- Aug 30, 2012
In terms of IPC performance, AMD has certainly closed the gap. The improved cache latency has also really helped and there are several benefits to buying a second-gen Ryzen CPU over a Coffee Lake CPU, so it's going to be exciting to watch the battle unfold in 2018 and beyond.
For the unaware, IPC (instructions per cycle) provides a good indicator of how fast a processor is and having both a high IPC with a high operating frequency is the best combination for maximum performance. Such is the case for Intel's 8th-Gen Coffee Lake CPUs, and although AMD is clearly trailing when it comes to frequencies, the company appears to have really closed in on Intel's IPC performance. That's likely the reason why so many of you have been asking for this kind of test.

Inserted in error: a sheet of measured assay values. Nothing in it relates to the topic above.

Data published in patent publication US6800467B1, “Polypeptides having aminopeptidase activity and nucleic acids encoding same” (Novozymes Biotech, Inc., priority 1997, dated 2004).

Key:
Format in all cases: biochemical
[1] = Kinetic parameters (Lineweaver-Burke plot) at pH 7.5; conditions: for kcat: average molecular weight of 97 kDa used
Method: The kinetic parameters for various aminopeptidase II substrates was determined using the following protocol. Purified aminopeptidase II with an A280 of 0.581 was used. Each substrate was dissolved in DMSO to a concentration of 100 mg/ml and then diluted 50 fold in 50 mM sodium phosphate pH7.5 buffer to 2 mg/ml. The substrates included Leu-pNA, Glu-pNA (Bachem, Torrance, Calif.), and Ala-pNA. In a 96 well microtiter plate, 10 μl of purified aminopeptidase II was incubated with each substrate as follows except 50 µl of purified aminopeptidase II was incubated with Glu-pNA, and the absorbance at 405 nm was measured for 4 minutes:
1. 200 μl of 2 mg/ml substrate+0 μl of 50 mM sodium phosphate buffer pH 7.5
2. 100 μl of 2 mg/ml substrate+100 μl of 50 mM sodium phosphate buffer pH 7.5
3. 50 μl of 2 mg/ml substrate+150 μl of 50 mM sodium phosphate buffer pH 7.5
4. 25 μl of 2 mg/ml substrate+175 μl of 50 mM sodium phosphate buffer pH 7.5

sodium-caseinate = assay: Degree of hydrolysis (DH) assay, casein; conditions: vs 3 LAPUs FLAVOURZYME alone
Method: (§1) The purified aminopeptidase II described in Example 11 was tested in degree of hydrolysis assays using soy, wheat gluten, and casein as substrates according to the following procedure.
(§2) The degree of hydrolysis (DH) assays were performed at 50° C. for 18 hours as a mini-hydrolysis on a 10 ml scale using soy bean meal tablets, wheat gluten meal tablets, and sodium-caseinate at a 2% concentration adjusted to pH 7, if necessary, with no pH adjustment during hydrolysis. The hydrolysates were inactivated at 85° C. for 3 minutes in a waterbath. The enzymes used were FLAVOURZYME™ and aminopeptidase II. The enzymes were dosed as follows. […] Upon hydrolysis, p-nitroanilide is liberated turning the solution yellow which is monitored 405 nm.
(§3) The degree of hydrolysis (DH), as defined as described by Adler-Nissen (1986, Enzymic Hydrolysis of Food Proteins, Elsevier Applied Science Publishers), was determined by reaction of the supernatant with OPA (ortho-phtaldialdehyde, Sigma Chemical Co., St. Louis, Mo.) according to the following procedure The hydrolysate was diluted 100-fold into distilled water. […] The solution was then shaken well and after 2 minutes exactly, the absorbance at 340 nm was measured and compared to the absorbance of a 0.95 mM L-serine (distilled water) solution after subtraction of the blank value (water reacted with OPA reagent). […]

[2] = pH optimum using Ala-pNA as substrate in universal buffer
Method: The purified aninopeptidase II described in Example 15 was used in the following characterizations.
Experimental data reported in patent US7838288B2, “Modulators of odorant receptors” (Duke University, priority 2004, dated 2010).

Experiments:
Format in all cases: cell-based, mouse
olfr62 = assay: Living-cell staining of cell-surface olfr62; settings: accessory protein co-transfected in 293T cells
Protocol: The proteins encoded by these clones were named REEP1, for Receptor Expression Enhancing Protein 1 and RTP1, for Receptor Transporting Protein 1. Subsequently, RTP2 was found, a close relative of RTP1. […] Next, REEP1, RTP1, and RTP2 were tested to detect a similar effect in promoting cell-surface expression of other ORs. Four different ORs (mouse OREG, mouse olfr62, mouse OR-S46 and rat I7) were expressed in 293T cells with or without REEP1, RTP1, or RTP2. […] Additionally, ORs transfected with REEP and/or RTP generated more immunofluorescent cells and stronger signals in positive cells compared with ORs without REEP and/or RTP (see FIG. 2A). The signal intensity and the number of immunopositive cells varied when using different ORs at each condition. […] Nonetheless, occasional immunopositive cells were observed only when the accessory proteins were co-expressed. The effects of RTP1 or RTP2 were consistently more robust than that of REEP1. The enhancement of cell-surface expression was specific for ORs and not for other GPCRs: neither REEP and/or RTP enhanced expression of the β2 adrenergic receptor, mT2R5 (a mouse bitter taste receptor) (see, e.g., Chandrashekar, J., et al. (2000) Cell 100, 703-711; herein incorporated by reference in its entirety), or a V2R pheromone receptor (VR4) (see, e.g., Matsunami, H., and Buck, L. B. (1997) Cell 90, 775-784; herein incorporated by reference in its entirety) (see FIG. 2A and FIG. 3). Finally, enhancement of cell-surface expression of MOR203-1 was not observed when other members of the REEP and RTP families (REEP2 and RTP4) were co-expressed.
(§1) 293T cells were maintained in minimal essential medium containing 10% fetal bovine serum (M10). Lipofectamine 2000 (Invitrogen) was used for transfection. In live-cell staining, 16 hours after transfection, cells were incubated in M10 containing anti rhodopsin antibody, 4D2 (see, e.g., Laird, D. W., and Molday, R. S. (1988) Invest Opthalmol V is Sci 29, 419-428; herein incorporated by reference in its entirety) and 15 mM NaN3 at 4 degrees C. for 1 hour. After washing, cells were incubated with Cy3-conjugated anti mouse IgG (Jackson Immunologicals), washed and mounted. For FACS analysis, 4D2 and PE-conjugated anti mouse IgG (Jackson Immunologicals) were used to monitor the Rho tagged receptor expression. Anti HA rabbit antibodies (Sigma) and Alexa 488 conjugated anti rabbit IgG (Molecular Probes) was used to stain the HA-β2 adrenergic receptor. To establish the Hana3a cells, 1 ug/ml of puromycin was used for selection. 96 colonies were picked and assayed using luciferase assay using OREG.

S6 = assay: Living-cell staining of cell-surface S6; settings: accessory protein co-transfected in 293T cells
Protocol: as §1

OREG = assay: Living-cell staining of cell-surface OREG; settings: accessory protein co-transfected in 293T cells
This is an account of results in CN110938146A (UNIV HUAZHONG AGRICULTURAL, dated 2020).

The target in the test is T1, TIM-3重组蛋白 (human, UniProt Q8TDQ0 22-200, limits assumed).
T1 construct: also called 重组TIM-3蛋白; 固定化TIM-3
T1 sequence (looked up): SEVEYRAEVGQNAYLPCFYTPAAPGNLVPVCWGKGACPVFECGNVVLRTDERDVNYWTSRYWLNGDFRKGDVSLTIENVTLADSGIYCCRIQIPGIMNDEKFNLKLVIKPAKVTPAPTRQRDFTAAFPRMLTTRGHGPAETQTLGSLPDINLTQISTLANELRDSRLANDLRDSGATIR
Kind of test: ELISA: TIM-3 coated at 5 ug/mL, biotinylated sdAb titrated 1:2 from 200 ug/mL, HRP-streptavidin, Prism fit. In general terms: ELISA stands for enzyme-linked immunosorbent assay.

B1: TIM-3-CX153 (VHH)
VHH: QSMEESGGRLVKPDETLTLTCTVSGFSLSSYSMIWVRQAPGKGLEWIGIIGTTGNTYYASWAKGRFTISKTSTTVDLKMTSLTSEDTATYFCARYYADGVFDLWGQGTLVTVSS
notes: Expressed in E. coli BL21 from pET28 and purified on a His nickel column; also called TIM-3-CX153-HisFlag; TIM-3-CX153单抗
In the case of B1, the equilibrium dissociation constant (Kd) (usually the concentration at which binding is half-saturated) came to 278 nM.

To see how much headway AMD has made here, we're going to limit as many variables as we can, while also keeping things as realistic as possible. The first and most obvious step is to remove core frequency from the equation and to do this we've locked all of the CPU cores at 4GHz. Any type of boost technology has been disabled and the cores cannot go past 4GHz.
The second-gen Ryzen CPUs were tested on the Asrock X470 Taichi Ultimate and the Coffee Lake CPUs were on the Asrock Z370 Taichi. Both configurations used the same G.Skill FlareX DDR4-3200 memory with the 'Xtreme' memory profile and the same MSI GTX 1080 Ti Gaming X Trio for all the testing.
We can say upfront that this article is in no way buying advice, but we're testing purely for the science of it.
More @ 4GHz CPU Battle: AMD 2nd-Gen Ryzen vs. Intel 8th-Gen Core